Scottish National Dictionary (1700–)
WAP, v.1, n.1, adv. Also wapp, waup, waap (Sc. 1892 N. Dickson Auld Sc. Minister 33, Sh. 1956 New Shetlander No. 43. 20); and, in forms corresp. to Eng. whop (north. dial. whap), whap, whaup (Ags. 1914 I. Bell Country Clash 73). [wɑp, wp; ʍɑp]
I. v. 1. tr. To throw, dash or pull violently, to thrust, toss, fling (Sc. 1808 Jam.; Bnff. 1866 Gregor D. Bnff. 209, whap; Sh. 1908 Jak. (1928), s.v. vapp, 1914 Angus Gl.; Sh., Ork., ne.Sc., Ags. 1973). Also in n.Eng. dial. For 1803 quot. cf. Wap, v.2, 1.
Sc. 1721 Ramsay Poems (S.T.S.) I. 225:
Frae her fair Finger whop a Ring. Ayr. 1822 H. Ainslie Pilgrimage 156:
I wapped them [trout] out at every throw. Kcb. 1866 Lochmaben Harper in
Child Ballads (1956) IV. 21:
She's stealing the corn and stealing the hay, And wappin it oer to Wanton Brown. Ork. 1880 Dennison Sketch-Bk. 125:
He wappid the psalm-beuk i' the bed. Fif. 1882 J. Simson Inverkeithing 73:
Instead of running straight out of the close, [he] threw or “wapped” himself from side to side till he twisted himself round the entrance of it. Dmf. 1890 Country Schoolmaster (Wallace 1899) 331:
She was in again, wapping a clean linen cover on the table. Abd. 1891 T. Mair Arn and his Wife 13:
He whirled her inside, heels owre heid, An' wappit doon the lid. Ags. 1932 Barrie Farewell Miss J. Logan 21:
He wears a plaid in all weathers and sometimes even in the house, for as he says before he has time to wap it off and find it again somebody on a cart horse will be clattering to his door to hurry him to my glen. Sh. 1973 New Shetlander No. 105. 13:
Shü süne wappit him [da paeper] fae her.
2. tr. and absol. Specif., to cast a fishing-line; to fish (a river) (Dmb. 1973). Deriv. wapper, whauper, a fisherman, an angler.
Lnk. 1880 P. M'Arthur Amusements 55:
'Mang them wha wap the line o' hair. Clc. 1882 J. Walker Poems 63:
The bonnie scarlet-spatted wappers Staw to the brooks wi' wicker-wallets. Per. 1896 D. Kippen Crieff 72:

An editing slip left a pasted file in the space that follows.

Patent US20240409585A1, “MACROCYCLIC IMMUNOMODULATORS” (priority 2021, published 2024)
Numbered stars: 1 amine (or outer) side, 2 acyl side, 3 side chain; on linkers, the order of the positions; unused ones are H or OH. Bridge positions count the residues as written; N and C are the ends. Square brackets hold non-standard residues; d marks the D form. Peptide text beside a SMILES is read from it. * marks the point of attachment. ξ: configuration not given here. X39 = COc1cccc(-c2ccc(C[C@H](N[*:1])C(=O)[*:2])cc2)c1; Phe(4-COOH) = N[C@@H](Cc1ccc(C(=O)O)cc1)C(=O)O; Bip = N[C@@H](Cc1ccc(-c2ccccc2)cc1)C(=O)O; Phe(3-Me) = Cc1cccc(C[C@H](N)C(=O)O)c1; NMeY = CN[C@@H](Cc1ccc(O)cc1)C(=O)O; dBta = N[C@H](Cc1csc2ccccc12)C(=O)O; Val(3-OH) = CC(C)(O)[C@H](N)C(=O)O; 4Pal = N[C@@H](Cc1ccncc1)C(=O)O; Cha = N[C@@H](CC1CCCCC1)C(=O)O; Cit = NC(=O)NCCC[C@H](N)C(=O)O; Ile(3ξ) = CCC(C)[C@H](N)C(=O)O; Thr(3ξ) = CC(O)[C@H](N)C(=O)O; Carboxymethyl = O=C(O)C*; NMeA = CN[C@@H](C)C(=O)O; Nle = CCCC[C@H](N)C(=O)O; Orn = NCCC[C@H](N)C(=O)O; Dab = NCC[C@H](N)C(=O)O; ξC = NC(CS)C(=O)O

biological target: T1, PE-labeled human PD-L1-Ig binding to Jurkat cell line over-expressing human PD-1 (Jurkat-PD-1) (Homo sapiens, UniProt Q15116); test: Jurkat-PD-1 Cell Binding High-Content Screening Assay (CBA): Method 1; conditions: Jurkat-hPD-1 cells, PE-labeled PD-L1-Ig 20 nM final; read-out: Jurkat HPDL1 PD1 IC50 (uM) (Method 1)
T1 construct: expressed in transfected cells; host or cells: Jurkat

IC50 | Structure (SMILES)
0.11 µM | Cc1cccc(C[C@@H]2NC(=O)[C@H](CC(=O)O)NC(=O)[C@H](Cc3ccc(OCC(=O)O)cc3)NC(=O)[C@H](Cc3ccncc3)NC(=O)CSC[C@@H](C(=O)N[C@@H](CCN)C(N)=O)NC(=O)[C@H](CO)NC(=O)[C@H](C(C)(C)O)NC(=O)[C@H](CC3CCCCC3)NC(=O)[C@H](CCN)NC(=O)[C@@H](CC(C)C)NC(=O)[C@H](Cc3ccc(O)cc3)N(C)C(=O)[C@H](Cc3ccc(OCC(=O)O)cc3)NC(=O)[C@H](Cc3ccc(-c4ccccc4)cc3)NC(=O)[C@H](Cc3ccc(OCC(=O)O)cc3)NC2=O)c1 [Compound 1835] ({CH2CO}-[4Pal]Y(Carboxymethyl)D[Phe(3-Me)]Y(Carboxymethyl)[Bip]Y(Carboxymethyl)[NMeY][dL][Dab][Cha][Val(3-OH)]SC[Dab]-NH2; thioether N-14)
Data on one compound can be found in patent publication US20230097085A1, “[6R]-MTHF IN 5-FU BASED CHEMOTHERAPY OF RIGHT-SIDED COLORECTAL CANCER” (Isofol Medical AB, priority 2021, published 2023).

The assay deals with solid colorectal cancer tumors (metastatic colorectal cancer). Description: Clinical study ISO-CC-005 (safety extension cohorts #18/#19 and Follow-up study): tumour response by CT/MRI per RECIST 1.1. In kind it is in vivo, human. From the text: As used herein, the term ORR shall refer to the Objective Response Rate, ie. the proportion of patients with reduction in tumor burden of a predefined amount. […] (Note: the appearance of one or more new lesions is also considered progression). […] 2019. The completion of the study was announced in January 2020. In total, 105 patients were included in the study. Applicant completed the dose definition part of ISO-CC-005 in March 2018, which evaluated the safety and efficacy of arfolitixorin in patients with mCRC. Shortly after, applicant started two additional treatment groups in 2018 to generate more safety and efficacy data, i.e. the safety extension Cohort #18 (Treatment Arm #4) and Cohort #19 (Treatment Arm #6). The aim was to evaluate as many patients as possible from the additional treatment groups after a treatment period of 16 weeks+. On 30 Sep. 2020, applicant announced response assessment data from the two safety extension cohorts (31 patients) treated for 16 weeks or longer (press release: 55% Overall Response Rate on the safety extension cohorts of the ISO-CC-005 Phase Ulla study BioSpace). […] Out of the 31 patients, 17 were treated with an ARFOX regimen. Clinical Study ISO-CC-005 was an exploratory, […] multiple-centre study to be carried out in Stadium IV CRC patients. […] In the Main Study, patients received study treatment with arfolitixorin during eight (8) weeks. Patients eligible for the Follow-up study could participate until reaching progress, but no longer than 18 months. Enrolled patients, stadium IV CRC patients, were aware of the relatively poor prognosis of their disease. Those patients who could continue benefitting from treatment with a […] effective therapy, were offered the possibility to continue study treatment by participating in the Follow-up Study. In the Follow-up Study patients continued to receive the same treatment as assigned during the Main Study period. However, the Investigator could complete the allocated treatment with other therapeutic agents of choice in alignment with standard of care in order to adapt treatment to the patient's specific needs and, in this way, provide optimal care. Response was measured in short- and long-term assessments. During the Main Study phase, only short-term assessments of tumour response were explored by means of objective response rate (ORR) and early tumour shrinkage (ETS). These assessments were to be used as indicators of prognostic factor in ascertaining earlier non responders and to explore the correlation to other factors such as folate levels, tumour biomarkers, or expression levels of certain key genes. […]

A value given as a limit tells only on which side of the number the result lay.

The doctor had not long begun wapping. Peb. 1899 J. Grosart Chronicles 193:
The water is rough and rocky, with grand shelters for whaupers — good for either bait or fly. Slg. 1902 W. C. Paterson Echoes 19, 35:
Owre the pools ye're wapin' for the spreckled troot . . . I had wap't the Endrick, pool an' rin. Gall. 1947 A. McCormick Galloway 76:
He held it up agin the sky, put it on to his cast, wapt, and the flee kisst the water close to the far side.
3. (1) tr. To flap, wave, shake (I., ne.Sc., Ags., wm.Sc. 1973).
Sc. 1806 Glasgerion in
Child Ballads No. 67 B. xii.:
Whan day has dawen, and cocks hae crawen, And wappit their wings sae wide. wm.Sc. 1832 Laird of Logan (1868) 320:
His strange figure and the way that he wapped about his hands. Ags. 1868 G. Webster Strathbrachan I. xiii.:
You wappit your dish-clout in her face. ne.Sc. 1895 N. Roy Horseman's Word i.:
The cock was wappin' his wings.
(2) intr. To move to and fro, flap, swing, flutter, move jerkily (I., n.Sc., Per. 1973); to walk with the arms loose and flapping (Sh. 1908 Jak. (1928); Ork. 1929 Marw.). Freq. form wapple.
Sc. 1834 Wilson Noctes Amb. (1855) IV. 27:
I had filled a' my pouches, the braid o' the tail o' some o' them whappin again' ma elbows. Ags. 1852 G. Beattie John o' Arnha' 12:
I sing not of an ancient knight, Wi' . . . garter wappin' round his knee To celebrate his chivalry. Per. 1895 R. Ford Tayside Songs 117:
A wappin' o' wings drew near. Ork. 1908 Old Lore Misc. I. viii. 318: